Frank Dobson: Perhaps you could buy indulgences.

Stephen Pound: The Roman Catholic Church does not sell indulgences any more. However, I am always prepared to consider offers.

The hon. Member for Somerton and Frome has raised a vital subject. At the outset, I hope that he will accept—as would everybody—that no Government in the history of this nation have ever done more to combat fuel poverty than this Government. It is interesting to note that none of us disagrees with the main thrust of the Bill. Nobody is speaking up for fuel poverty, except perhaps for a few megalomaniac oligarchs somewhere in the outer reaches of the energy supply chain. We are all united. We simply slightly diverge on how best to achieve those ends.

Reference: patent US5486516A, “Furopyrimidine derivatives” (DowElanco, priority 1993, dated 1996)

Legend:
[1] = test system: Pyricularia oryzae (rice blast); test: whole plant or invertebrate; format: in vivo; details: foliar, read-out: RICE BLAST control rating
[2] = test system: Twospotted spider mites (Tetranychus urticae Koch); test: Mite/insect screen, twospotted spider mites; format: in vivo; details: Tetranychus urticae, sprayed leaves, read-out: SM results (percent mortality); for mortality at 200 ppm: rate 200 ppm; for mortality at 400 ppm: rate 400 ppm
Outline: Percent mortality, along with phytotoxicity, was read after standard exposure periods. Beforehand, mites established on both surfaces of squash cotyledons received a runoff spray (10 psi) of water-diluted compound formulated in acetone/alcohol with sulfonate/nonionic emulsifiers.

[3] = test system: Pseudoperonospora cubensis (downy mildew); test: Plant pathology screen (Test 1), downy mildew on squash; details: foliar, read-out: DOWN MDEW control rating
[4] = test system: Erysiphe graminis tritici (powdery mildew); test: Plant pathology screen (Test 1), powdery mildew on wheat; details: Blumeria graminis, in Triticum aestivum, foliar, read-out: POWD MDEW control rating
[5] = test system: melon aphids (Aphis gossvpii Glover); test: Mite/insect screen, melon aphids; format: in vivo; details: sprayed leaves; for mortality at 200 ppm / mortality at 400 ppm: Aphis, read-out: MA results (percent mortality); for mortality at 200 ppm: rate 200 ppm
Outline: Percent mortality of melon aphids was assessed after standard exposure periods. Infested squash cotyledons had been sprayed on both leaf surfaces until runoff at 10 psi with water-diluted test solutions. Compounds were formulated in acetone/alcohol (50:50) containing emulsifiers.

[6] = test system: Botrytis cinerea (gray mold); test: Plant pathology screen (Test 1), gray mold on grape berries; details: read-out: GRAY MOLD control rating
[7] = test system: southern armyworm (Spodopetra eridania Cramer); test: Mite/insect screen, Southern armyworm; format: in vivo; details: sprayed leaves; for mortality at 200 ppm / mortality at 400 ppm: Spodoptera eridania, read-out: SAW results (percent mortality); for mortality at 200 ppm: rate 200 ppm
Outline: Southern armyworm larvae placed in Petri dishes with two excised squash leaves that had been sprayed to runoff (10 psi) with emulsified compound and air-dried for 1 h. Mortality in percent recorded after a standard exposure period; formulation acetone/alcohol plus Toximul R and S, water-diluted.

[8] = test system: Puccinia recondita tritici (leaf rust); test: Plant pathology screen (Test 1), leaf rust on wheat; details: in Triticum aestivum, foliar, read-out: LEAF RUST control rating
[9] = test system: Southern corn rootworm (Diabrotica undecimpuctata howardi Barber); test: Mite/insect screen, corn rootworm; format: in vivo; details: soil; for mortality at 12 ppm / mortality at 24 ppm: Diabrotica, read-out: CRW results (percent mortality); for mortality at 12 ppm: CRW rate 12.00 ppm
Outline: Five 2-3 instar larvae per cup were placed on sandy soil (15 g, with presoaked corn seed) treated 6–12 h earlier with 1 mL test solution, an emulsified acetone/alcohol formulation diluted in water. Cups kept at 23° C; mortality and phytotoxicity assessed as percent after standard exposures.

As a graduate of the London School of Economics, I am always reluctant to use statistics, but the single most chilling statistic—“chilling” is an appropriate word—that one could come across can be found in the official Library figures for the estimated number of households in fuel poverty in the UK. The figure plunged from 6.5 million in 1996 to 2 million in 2003 and 2004 and then started to rise again to 3.5 million in 2006. The reason for that was simple. Energy prices are the main driver of fuel poverty and we know that domestic prices for fuel fell by 17 per cent. in real terms between 1996 and 2003, but increased by 39 per cent. between 2003 and 2006. So, whatever we achieve with the Bill, and whatever the Government’s policies work towards, there will always be the issue—the elephant in the rather chilly room—of fuel costs. They have already been mentioned, and we have to consider them.